Williams through after scare

World number one Mark Williams recovered from a potential pre-Crucible crisis to reach the last 16 of the Daily Record Players Championship in Glasgow tonight.

World number one Mark Williams recovered from a potential pre-Crucible crisis to reach the last 16 of the Daily Record Players Championship in Glasgow tonight.

The world champion defeated Liverpool’s Rod Lawler 5-4 but should have been faced with a major headache before the defence of his world title in Sheffield later this month.

Lawler had numerous opportunities to book a third-round meeting with Irish Masters runner-up Mark King, building up a 46-0 lead in the decider.

But after cueing superbly earlier in the game to make breaks of 81, 105, 102 and 65 to lead 4-3, the world number 53 could not sink the vital balls.

Instead, Williams – without a tournament victory since his LG Cup triumph at Preston last October – rode his luck and hit back to snatch victory on the final black.

“For the first four frames, Rod played as well against me as anyone has ever done,” said father-to-be Williams.

“The last frame was all about pressure. It was just a matter of who was going to fall over the line.

“I could even have missed the last pink,” added Williams, whose girlfriend Jo is expecting the couple’s first child on the eve of the world championship.

“Sheffield is on the mind of all the top players,” he agreed.

“Normally when I’ve not done well in this tournament it’s not been too much of a problem.

“But because I haven’t got much match practice behind me, I will be trying harder than normal to do well here.”

However, if Williams’ form dips again in his next match King is well prepared to take advantage.

He has won two matches in Glasgow so far and maintained the form he showed in Dublin last month.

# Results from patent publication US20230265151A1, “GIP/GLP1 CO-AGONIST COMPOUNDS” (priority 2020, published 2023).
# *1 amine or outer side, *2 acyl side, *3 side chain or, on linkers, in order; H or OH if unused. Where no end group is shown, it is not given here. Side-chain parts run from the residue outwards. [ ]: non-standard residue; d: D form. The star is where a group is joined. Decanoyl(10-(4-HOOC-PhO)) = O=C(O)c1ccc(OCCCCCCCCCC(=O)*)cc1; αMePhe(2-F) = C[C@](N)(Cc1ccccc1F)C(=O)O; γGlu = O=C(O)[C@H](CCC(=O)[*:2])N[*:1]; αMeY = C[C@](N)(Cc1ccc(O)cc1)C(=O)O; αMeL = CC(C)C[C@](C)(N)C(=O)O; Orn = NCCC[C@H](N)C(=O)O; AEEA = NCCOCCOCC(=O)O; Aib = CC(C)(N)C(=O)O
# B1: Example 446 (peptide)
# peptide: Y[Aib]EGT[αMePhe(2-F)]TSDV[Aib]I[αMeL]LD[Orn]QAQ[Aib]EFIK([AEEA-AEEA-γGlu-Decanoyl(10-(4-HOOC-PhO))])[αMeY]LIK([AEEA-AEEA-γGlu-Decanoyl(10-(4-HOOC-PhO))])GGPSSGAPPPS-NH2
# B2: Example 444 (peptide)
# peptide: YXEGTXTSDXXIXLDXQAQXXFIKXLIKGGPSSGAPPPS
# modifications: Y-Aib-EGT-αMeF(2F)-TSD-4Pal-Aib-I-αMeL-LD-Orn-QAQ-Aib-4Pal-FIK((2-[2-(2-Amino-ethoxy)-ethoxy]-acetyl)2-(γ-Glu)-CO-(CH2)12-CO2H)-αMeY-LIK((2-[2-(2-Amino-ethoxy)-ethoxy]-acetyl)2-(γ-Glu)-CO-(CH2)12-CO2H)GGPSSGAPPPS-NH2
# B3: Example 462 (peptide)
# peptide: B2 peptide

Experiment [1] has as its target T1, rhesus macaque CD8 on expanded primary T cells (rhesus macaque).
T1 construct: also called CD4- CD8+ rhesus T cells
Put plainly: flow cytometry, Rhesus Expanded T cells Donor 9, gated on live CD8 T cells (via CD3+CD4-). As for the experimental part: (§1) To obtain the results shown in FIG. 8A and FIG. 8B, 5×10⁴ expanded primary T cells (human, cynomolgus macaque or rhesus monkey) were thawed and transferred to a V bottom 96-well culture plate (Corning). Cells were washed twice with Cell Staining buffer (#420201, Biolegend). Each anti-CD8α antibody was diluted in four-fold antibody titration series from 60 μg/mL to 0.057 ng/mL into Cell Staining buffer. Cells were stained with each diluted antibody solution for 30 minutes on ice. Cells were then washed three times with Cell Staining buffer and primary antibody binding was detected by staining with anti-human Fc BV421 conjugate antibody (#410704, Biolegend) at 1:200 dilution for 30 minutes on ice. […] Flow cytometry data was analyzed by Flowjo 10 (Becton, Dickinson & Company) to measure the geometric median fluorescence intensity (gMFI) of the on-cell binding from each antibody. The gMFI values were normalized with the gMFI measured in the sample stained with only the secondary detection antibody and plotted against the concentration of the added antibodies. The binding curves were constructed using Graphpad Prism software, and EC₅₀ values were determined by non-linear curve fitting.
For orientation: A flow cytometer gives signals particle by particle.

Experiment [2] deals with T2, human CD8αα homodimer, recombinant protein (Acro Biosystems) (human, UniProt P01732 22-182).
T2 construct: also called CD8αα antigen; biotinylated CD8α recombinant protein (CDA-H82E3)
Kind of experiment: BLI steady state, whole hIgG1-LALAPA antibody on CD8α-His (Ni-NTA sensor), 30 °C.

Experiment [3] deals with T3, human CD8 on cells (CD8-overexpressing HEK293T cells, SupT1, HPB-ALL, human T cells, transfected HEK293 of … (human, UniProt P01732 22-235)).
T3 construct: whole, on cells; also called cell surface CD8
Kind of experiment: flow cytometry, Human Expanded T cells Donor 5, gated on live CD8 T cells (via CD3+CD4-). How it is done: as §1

The Romford left hander reached the last 16 with a 5-3 win over UK champion Matthew Stevens, who has not won a match since beating Stephen Hendry in the final at York – a run of five tournaments.

Dad-of-two King believes the birth of Stevens’ first child Freddie has had a detrimental effect on his form.

“It’s not easy when you have children, and maybe Matthew has been finding that out. They can be hard work,” added the Essex left-hander.

Williams also has sleepless nights to look forward to but insists: “I’ve spoken to Matthew about it and I don’t think the baby is to blame. Like me, he is playing well in practice; he’s just not been able to bring it to matches.”

Glaswegian Graeme Dott has never looked back since smashing up his old cue after an early exit from the Welsh Open back in January.

He reached the quarter-finals in Dublin and today put out Hong Kong’s Marco Fu 5-3.

“That’s the best game I’ve played in for a while,” smiled Larkhall-based Dott.

“I would seriously have quit the game at the start of the season if I could have done anything else. I hated the game; I hated practising and I hated coming to tournaments.

“I still don’t enjoy practising for three or four hours a day but I’ve got my appetite and enjoyment back for playing.”

Dott now plays Irish Masters winner Peter Ebdon or Stuart Bingham for a place in the quarter-finals.

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